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Q. I am a Dad to 2 boys, a 4 year old and a 21 month old. They are all boy, very active and aggresive. My 4 year old has recently had a number of instances where he is hitting other kids in daycare. The daycare center is trying to reward him for good behavior and asking us to take things away from him at home (well after the incident has occured). This approach is not working very well. Any other suggestions?

A. First of all what do you mean your sons are all boy? You either are a boy or you are a girl. And if you want to get really technical about it boys really can't be all boy because they have both an x and a y chromosome whereas girls can be all girls because they have only x chromosomes. I guess what I am saying is that perhaps you need to re-evaluate what you believe about what being a boy means. Perhaps focus your efforts on heping them be kind, thoughtful, respectful, confident, and responsible people rather than proving to the world that they are all boy.

Now that I'm off my soapbox, let's talk about your son's aggressive behavior. I would recommend that you watch closely the kinds of things your son is viewing on TV, movies, and videogames. Talk with your son at a time when things are going well about his angry feelings. Tell him what is acceptable to do about these feelings. Perhaps when he is angry is can go out and kick a ball, run around the yard as fast as he can, go in his room and close the door and scream as loud as he can, punch some clay or playdoh, punch a pillow, or whatever you and your wife decide is OK for him to do. Tell him that you expect him to make these other choices but that if he forgets you will have to stop him from hitting and help him remember to show his feelings in better ways. Then when he cools off, talk to him about what happened and how he might handle such situations in the future to avoid getting angry or to make a better decision about what to do with his anger in the first place.

Anger is a secondary emotion, meaning there is always another feeling that was experienced first. This initial feeling is usually one that leaves the person feeling vulnerable and powerless so rather than deal with it they become angry because it makes them feel more powerful and more in control. Sort of like the way some birds ruffle up their feathers to look bigger when they are trying to ward off predators. Anger is usually used to hide feelings such as fear, embarrassment, jealousy, loneliness, insecurity, frustration and such. More importantly, be sure that you and your wife are providing your sons with good role models for appropriately expressing feelings. Maybe you could share with him what you do when you are angry, only those examples that you would want him to follow of course. I wish you the best in dealing with this situation and hope that this is helpful. You and your wife might also want to read "Without Spanking or Spoiling" by Elizabeth Crary.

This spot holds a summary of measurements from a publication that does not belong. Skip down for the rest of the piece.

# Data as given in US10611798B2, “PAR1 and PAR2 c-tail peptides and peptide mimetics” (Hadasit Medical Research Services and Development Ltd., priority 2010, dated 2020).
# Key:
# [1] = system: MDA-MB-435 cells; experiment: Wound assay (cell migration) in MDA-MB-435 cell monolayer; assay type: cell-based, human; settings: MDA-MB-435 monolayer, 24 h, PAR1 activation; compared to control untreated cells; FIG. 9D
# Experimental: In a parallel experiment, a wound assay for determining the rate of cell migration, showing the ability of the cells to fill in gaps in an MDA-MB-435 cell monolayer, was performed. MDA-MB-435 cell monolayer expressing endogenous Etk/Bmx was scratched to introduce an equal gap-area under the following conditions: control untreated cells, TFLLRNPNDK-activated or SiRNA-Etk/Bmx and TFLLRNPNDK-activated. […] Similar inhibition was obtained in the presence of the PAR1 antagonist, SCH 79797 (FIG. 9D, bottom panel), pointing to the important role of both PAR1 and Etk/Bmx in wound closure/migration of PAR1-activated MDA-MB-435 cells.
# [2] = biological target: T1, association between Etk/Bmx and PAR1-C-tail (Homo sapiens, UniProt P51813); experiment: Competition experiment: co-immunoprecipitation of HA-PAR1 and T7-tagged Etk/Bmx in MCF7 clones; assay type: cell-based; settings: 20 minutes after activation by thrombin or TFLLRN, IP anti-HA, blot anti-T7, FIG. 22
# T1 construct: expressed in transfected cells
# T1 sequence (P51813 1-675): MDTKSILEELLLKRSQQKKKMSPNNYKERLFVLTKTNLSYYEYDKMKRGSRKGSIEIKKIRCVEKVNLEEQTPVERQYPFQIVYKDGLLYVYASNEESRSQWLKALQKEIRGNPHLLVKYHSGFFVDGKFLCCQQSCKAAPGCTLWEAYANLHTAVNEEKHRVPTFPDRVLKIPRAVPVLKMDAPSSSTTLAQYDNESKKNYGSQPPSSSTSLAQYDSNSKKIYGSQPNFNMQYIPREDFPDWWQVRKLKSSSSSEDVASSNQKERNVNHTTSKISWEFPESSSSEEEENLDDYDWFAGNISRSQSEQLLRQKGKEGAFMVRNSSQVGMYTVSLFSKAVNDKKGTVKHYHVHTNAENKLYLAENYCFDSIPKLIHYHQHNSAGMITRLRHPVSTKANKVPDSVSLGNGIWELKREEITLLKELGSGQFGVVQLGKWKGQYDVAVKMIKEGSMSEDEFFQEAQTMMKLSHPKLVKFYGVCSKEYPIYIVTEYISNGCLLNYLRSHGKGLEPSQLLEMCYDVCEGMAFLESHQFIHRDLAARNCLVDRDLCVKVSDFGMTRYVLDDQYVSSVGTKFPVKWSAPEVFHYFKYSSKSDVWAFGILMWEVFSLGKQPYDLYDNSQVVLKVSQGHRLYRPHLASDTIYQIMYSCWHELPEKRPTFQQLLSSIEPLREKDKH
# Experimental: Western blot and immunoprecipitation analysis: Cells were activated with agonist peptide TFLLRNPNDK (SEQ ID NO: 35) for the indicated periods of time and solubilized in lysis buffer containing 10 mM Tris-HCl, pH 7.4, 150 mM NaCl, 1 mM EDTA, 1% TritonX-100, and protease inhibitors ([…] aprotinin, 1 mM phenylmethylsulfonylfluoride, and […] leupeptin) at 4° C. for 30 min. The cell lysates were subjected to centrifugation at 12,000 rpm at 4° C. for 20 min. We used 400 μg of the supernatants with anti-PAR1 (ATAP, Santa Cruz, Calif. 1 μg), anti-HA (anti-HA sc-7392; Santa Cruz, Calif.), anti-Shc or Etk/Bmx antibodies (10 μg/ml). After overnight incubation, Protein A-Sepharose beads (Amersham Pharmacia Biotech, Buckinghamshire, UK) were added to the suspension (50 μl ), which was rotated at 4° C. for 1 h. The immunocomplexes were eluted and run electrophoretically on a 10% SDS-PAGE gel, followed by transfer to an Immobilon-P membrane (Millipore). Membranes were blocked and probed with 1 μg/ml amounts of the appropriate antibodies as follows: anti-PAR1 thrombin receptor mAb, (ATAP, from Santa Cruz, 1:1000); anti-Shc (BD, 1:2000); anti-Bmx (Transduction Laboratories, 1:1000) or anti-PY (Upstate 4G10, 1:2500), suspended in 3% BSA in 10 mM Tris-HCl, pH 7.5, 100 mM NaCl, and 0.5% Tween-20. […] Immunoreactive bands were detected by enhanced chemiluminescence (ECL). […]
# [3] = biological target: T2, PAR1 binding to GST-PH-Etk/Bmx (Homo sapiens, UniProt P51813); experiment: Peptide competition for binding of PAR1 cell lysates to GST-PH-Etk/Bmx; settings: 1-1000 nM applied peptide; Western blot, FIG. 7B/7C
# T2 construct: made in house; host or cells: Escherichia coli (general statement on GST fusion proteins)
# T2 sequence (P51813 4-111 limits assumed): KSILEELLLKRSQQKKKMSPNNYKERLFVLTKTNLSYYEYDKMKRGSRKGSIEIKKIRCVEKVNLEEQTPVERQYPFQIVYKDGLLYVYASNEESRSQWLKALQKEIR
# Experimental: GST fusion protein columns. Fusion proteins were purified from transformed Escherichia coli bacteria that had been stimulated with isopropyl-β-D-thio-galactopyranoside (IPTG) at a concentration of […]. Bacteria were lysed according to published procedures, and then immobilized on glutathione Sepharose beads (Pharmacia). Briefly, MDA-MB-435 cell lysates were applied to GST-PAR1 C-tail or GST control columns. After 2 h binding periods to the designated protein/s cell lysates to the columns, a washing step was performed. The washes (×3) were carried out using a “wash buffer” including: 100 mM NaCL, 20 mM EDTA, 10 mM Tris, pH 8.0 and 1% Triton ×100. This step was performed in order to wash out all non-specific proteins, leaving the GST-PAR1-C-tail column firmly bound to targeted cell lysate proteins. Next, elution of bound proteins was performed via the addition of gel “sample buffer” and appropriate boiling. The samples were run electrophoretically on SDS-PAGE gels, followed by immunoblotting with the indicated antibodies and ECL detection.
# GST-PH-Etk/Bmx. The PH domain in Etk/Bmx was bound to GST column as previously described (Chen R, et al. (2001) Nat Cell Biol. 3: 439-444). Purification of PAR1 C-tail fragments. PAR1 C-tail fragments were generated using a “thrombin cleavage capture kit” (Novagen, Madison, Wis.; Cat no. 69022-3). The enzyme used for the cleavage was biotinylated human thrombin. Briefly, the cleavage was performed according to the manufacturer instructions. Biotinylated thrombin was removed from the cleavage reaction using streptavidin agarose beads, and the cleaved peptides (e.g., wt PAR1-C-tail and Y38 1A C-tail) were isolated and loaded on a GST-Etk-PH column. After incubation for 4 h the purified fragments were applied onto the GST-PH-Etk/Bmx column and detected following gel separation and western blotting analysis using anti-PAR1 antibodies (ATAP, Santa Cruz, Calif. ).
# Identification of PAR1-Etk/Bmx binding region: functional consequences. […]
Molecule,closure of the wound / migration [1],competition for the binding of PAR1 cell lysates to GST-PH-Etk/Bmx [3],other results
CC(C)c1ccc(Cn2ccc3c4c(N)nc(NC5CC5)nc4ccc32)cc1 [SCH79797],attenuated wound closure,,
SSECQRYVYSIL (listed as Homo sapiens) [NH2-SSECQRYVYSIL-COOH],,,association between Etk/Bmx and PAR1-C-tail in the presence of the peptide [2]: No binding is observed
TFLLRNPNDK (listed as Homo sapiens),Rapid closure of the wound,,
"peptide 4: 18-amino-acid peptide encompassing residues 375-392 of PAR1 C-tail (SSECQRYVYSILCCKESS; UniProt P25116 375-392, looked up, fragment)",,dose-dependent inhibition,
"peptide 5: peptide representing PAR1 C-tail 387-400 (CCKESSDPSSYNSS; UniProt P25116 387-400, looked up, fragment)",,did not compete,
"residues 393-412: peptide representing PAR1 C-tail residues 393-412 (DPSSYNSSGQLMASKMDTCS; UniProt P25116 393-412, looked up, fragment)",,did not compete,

Q. "Is there a chart that lists all the age-appropriate chores for children?  I have a six-year old and a two-year old, and I would like to know what chores would be appropriate for their ages."

A. There is an excellent book that addresses the issue of teaching children about being responsible and helping in the family. The title is "Pick Up Your Socks" by Elizabeth Crary. Go to the Bookstore for more information about this book. There is a chart on page 51 that outline which chores children should be able to accomplish and at which ages. It also tells whether they will need help, will need reminding or supervision, or can do it without supervision.

There are very few if any chores that a 2 year old can accomplish without help or supervision. Six year olds can probably do the following with help: brush teeth, bathe self, pick up belongings, put dirty clothes away, hang up clean clothes, make bed, tidy room, wipe spills, vacuum floors, take out trash, care for pet, do laundry, set table, fix snack. They can do the following with reminding or supervision: dress self. Remember that any time you introduce a chore you must take time to teach them how to do it. They will not be able to do it at the same standard as you right away. Be patient and remember the goal which is self reliance and self confidence.

Q. "I have a 12 year old boy in the 7th grade, only child and naturally am having some typical adolescent problems. I am looking for a good book or articles to help myself and my husband (and my 12 year old) specifically in getting through difficult and emotional times."

"We naturally the best for my son and I myself long for the little boy on one hand but am excited for what's up ahead for him. Can use as much help as possible."